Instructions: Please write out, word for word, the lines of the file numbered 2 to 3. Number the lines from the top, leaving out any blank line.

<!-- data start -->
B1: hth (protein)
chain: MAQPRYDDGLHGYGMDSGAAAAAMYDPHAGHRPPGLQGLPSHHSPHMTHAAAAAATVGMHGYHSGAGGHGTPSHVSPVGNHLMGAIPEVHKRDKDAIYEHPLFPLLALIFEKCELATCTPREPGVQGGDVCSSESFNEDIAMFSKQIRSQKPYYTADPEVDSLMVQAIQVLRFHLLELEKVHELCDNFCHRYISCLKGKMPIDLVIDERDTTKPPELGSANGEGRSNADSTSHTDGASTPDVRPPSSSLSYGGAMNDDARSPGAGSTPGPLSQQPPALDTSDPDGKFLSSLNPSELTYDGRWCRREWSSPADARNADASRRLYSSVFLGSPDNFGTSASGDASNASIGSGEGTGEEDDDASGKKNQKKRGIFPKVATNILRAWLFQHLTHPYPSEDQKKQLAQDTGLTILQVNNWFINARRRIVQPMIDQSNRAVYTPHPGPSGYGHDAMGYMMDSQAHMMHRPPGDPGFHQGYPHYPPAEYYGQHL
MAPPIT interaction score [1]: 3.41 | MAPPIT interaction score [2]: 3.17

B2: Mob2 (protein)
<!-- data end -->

chain: MAQPRYDDGLHGYGMDSGAAAAAMYDPHAGHRPPGLQGLPSHHSPHMTHAAAAAATVGMHGYHSGAGGHGTPSHVSPVGNHLMGAIPEVHKRDKDAIYEHPLFPLLALIFEKCELATCTPREPGVQGGDVCSSESFNEDIAMFSKQIRSQKPYYTADPEVDSLMVQAIQVLRFHLLELEKVHELCDNFCHRYISCLKGKMPIDLVIDERDTTKPPELGSANGEGRSNADSTSHTDGASTPDVRPPSSSLSYGGAMNDDARSPGAGSTPGPLSQQPPALDTSDPDGKFLSSLNPSELTYDGRWCRREWSSPADARNADASRRLYSSVFLGSPDNFGTSASGDASNASIGSGEGTGEEDDDASGKKNQKKRGIFPKVATNILRAWLFQHLTHPYPSEDQKKQLAQDTGLTILQVNNWFINARRRIVQPMIDQSNRAVYTPHPGPSGYGHDAMGYMMDSQAHMMHRPPGDPGFHQGYPHYPPAEYYGQHL
MAPPIT interaction score [1]: 3.41 | MAPPIT interaction score [2]: 3.17